Projector Plugin Calibration

Hi all,

i am working on device adaptor that can image and FRAP sequentially. i have noticed there is a projector plugin that i can utilise. However, as i understand the calibration of the projector plugin, it requires the illuminated spot from FRAP and imaging simultaneously. Therefore is there a way of using the same plugin to calibrate the FRAP without imaging at the same time? For example, detecting where the dark spots are after photobleaching, rather than looking for bright spots from FRAP?

Also, once the calibration is complete, where does the coordinates store? Is there a way to alter the calibration coordinates?

Kind Regards

Can you explain your device in a little more detail? The projector plugin indeed makes the assumption that spot illumination and imaging can happen at the same time, which seems a reasonable assumption (until it is not;)

The plugin stores the calibration as affine transforms. Since a single affine transform did not perform satisfactorily, the image is divided in squares (I believe 49 squares), and there is an affine transform for each one of them. These are stored in the user profile. There is a class “MappingStorage” in the projector plugin code exclusively handling storage and retrieval of the mapping functions. You could write your own code to interface with it, or possibly even override it.

Hi Nico,

The device that I am working on is a multi-point array scanning confocal with built-in FRAP functionality. It uses the same galvo’s (but slightly different light path) for imaging as it does for photo targeting. Hence, we are looking for a solution to calibrate FRAP without having to image the FRAP spot simultaneously in µManger.

Since the calibration process detects the bright spot from FRAP and maps the phototargeter coordinates to the camera’s pixel coordinates. Is there a way for the calibration to detect the bleached points (i.e. dark spots) on a sample of uniform fluorescence and use these bleached points for calibration rather than the bright spot?

It would be much appreciated if you have any ideas on how to achieve FRAP calibration with devices that can only perform FRAP and imaging sequentially.

In theory that is certainly possible. However, it requires modifying the Projector Plugin code. This should probably be an option at the start of the calibration (i.e., detect a spot during the bleach or after, and detect a bright spot or a dark spot). Almost all the needed code is already present. The main issue is that I found timing to be critical during these types of experiments, and to debug the code it is essential to have access to the hardware. Do you have anyone interested in modifying the projector plugin to do this? I’d be happy to assist and push the modified code into the MM distribution.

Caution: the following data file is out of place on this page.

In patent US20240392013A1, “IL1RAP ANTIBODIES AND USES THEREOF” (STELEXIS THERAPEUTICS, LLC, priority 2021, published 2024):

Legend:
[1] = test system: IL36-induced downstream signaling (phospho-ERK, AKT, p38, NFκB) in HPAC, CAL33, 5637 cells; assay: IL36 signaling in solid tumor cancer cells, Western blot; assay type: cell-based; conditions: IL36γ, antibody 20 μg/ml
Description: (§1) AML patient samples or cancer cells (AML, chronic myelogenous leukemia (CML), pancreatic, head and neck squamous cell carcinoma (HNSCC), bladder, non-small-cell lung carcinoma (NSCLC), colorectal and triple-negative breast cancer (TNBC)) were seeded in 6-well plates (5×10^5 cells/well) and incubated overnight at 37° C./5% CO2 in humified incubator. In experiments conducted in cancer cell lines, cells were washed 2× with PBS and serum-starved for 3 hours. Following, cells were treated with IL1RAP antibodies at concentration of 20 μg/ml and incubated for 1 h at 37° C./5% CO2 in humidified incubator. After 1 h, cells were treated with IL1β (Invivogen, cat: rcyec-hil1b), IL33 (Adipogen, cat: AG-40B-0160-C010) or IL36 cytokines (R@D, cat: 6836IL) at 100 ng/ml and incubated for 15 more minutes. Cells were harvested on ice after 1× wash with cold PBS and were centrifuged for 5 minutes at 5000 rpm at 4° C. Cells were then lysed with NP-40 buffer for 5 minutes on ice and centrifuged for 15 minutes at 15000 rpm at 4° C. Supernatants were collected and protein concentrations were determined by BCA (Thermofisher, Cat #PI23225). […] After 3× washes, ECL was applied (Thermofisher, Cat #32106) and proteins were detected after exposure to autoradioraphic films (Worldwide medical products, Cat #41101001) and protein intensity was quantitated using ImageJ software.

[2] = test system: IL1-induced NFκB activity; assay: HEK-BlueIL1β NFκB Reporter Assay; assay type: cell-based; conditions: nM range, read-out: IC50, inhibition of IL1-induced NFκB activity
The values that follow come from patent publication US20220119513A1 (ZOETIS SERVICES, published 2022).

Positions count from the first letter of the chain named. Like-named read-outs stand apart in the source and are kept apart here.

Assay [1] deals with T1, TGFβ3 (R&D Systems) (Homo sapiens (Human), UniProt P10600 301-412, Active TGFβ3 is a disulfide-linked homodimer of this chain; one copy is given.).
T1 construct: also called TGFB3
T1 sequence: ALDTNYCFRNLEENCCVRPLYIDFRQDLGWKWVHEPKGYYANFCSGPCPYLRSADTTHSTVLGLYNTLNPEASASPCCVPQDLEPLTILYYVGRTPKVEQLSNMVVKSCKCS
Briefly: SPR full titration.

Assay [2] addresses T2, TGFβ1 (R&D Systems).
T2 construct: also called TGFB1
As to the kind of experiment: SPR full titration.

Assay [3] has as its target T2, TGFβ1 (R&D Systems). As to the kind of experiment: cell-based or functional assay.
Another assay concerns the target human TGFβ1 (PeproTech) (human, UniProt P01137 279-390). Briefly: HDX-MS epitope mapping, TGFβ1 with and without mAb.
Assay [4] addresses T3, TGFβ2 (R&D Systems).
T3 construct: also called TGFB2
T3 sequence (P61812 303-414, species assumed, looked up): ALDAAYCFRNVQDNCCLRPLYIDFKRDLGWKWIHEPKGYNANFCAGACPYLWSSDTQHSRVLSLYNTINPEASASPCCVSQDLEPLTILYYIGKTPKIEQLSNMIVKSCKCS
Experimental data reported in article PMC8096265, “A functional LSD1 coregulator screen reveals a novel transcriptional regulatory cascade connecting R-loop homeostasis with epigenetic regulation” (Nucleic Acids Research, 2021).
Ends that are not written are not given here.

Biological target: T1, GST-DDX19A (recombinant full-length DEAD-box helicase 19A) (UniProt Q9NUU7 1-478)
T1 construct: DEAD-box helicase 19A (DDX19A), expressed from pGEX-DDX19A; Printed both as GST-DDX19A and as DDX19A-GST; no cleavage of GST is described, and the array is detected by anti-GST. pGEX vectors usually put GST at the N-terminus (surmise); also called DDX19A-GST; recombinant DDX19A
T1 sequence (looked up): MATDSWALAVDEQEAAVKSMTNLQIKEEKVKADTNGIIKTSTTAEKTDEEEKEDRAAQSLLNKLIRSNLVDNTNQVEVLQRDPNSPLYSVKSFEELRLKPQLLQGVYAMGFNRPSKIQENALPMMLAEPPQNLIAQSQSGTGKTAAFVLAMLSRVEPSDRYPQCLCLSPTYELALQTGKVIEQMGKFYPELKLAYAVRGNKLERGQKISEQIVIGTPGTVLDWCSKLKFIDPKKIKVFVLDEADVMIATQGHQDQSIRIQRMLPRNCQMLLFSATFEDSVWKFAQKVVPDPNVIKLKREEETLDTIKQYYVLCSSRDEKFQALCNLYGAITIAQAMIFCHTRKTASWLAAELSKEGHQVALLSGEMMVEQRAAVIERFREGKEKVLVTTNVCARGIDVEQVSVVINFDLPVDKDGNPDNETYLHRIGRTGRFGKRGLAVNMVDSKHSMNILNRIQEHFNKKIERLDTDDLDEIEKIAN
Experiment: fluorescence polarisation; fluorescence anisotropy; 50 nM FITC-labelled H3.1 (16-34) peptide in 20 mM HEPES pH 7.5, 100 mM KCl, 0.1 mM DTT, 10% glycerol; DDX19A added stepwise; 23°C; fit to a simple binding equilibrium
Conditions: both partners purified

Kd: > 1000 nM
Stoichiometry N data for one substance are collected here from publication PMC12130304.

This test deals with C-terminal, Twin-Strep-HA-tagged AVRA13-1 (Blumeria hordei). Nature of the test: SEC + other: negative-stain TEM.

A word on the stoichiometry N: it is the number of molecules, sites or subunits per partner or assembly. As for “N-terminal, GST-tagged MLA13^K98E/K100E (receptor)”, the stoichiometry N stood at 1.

Hi,
Not normally one to add my two cents but I have spent some time in the past getting the Projector plugin to work with the Andor FRAPPA (in MM1.4 but Nico’s redo in MM2g looks equivalent).
The projector plugin works exactly as you want it to. It snaps an image of a uniformly fluorescent slide, then bleaches a spot, sleeps for a bit and then takes another image.
The difference between these two images is calculated (the black ‘hole’) and then the centre of this region is found (findPeak).
Take a look at the measureSpotOnCamera function in Calibrator.java.

I did have to play around with the timings slightly for the FRAPPA as, like for you, the galvo mirrors sit in the imaging path but the plugin functioned as described above. I did need to hack the calibration routine a fair bit though as the FRAPPA needs the actual calibration point pairs internally to trace the shapes correctly.

Best wishes,
John

Hey John/@mert0739 , Great to hear from you here, and your monetary contributions are highly appreciated;)
I may be guilty of having changes that behavior in MM2g, don’t fully remember… In any case, I think that access to both methods would be nice. Sometimes, the illumination spot is easily visible in the image, and can be better localized than the bleach spot. Other times (such as here), it is simply not possible. I also messed quite a bit with timing in the plugin, and ended up letting the user input one delay variable that is used everywhere a wait is in order (not the super fastest solution, but easiest to explain).

@mert0739 Thanks for your reply. This is the exact idea of what I have in mind as well.

In my understanding of the current calibration process, it captures a background image first, followed by a second capture with the FRAP beam on. Then it does a subtraction of the two images to remove the background noise before findPEAK().

But for the scenario here, if we reverse the order of subtraction, essentially what we have is white image subtract a white image with a bleached point. The resultant image should leave a white spot where the bleached mark is and with a black background.

Is the plugin that you modified available on a standard installation of MM1.4? Ideally, we want to work with MM2G, but if I can get a copy of the jar file and code for initial testing on MM1.4 that would be great.